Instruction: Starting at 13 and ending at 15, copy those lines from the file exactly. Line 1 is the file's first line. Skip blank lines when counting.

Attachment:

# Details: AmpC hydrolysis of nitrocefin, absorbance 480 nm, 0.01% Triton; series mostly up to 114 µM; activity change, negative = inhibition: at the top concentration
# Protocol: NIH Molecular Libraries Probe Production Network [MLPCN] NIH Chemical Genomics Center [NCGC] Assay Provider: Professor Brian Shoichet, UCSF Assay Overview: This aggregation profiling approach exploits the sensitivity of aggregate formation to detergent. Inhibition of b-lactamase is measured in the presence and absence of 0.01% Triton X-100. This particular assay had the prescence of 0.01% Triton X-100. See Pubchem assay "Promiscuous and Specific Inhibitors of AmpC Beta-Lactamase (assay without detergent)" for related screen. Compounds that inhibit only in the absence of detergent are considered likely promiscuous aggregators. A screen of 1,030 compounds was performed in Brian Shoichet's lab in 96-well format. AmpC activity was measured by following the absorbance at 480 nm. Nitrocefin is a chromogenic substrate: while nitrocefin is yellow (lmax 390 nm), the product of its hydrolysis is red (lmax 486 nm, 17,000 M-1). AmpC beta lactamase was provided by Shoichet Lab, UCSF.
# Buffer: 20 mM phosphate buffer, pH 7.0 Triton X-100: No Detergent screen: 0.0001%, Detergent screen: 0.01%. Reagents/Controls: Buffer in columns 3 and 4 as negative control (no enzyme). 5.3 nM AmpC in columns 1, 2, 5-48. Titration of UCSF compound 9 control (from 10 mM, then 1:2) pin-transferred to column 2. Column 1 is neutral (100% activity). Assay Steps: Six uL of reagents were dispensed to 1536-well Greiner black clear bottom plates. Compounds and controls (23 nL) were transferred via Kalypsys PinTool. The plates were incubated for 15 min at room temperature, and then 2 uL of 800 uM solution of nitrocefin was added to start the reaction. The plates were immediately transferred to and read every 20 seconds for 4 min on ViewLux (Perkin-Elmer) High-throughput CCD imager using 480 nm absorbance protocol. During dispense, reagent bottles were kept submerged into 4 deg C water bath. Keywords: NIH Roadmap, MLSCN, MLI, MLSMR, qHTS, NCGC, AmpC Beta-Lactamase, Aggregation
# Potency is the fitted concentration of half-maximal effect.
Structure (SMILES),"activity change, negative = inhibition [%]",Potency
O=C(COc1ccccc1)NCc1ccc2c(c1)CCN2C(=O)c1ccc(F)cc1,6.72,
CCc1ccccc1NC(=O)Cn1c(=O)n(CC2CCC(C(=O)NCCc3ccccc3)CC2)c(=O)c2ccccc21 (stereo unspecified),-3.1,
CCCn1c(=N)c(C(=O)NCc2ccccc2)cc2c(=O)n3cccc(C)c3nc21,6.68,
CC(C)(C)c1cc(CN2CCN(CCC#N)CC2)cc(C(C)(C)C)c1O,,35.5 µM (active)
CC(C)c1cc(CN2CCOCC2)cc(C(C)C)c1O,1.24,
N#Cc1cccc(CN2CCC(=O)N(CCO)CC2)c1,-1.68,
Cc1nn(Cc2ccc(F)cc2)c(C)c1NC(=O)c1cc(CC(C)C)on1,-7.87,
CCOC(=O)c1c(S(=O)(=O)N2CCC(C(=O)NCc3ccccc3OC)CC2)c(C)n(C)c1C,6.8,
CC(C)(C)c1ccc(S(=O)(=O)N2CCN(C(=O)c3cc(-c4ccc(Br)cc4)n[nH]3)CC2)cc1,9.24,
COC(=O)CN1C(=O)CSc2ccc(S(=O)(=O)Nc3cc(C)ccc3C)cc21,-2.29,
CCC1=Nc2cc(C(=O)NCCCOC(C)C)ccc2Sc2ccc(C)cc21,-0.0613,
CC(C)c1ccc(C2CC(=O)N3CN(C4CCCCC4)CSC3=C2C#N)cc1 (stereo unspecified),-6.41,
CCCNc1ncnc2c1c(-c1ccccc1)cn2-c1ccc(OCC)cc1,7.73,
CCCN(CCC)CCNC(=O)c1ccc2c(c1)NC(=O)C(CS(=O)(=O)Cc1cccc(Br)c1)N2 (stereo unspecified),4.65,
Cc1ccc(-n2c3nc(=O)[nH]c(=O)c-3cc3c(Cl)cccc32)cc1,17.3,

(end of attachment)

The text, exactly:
CCOC(=O)c1c(S(=O)(=O)N2CCC(C(=O)NCc3ccccc3OC)CC2)c(C)n(C)c1C,6.8,
CC(C)(C)c1ccc(S(=O)(=O)N2CCN(C(=O)c3cc(-c4ccc(Br)cc4)n[nH]3)CC2)cc1,9.24,
COC(=O)CN1C(=O)CSc2ccc(S(=O)(=O)Nc3cc(C)ccc3C)cc21,-2.29,